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MA 13 - New Insights of Diagnosis and Update of Treatment (ID 674)
- Event: WCLC 2017
- Type: Mini Oral
- Track: Early Stage NSCLC
- Presentations: 1
MA 13.13 - Spread through Air Spaces Is a Prognostic Factor in Wedge Resection of Non-Small Cell Lung Cancer (ID 8439)
15:45 - 17:30 | Author(s): M. Endo
Spread through air spaces (STAS), defined as “micropapillary clusters, solid nests, or single cells beyond the edge of the tumor into air spaces in the surrounding lung parenchyma” (Travis WD, et al. WHO Classification of Tumours of the Lung, Pleura, Thymus and Heart, 2015), has been recognized as a pattern of tumor invasiveness. Because complete lymph node dissection and sufficient surgical margin lengths are difficult to obtain, wedge resection is associated with worse surgical outcomes than those of lobectomy. Because of the insufficient margin length associated with wedge resection, we speculated that STAS has a prognostic impact in wedge resection cases compared with segmentectomy cases. The aim of this study was to clarify the prognostic impact of STAS in patients with non-small cell lung cancer (NSCLC) who underwent wedge resection.
This was a retrospective study using our prospectively collected institutional database, established in May 2004. From May 2004 to May 2017, 1071 patients with NSCLC underwent complete resection. After excluding patients with pure ground glass opacity or multiple lung cancers and those who underwent lobectomy or preoperative therapy, we evaluated 196 patients with clinical stage IA cancer who underwent segmentectomy or wedge resection. TNM staging was performed according to the seventh edition. We assessed the prognostic impact of STAS on stage IA lung cancer cases who underwent wedge resection compared with segmentectomy.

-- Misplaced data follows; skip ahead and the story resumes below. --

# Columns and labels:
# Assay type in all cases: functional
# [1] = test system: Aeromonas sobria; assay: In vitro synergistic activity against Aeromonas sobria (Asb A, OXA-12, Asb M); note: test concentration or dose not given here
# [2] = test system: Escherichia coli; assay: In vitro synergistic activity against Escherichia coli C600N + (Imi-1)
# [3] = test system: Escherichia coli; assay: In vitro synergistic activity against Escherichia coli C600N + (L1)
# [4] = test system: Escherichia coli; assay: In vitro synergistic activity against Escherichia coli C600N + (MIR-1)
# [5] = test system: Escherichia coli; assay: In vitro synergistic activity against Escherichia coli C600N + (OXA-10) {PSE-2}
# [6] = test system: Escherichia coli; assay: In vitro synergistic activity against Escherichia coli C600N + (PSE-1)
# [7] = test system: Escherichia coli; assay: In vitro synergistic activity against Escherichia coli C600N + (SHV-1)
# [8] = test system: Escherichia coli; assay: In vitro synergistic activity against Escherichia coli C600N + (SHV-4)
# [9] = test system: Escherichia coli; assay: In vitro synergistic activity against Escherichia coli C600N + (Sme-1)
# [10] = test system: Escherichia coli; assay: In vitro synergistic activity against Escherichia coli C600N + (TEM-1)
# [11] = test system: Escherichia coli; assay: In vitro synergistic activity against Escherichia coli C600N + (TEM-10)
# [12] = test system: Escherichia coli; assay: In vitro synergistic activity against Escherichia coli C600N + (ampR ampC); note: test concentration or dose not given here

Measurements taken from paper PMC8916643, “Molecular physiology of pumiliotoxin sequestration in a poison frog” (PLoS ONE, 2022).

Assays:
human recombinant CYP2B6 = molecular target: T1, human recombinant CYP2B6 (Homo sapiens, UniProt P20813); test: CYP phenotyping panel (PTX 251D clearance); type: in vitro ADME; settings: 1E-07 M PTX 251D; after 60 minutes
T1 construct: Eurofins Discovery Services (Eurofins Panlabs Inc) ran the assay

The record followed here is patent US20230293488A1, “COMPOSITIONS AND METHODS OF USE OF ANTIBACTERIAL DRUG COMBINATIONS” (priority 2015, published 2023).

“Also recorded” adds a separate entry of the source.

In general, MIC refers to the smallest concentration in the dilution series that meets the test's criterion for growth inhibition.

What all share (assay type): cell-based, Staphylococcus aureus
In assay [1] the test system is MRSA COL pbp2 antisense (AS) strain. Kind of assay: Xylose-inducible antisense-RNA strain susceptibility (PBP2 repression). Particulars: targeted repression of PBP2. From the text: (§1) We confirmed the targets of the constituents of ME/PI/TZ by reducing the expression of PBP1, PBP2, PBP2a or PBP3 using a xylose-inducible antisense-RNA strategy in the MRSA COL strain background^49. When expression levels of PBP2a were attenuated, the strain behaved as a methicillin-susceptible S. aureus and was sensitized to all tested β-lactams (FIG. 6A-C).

Segmentectomy was performed in 110 patients and wedge resection in 86. The wedge resection cases were older (p<0.001) and had a higher CEA level (p=0.023). The frequencies of STAS were 14.5% and 18.6% in the segmentectomy and wedge resection cases, respectively (p=0.447). STAS was a significant prognostic factor for overall survival in the wedge resection cases on univariate (p=0.003) and multivariate (p=0.013) analyses, but it was not significant in the segmentectomy cases (p=0.597). STAS was a significant prognostic factor for disease-free survival in the wedge resection cases on univariate (p<0.001) and multivariate (p<0.001) analyses, but this was not the case in the segmentectomy cases (p=0.108). STAS was a significant prognostic factor for the recurrence-free rate in the wedge resection cases on univariate (p<0.001) and multivariate (p<0.001) analyses, but it was not significant in the segmentectomy cases (p=0.205).
STAS is a prognosticator of poor survival outcomes in NSCLC patients who underwent wedge resection, but not in those who underwent segmentectomy. We speculate that NSCLC with STAS tends to have invasive characteristics, and wedge resection is not sufficient to improve survival outcomes in such patients.
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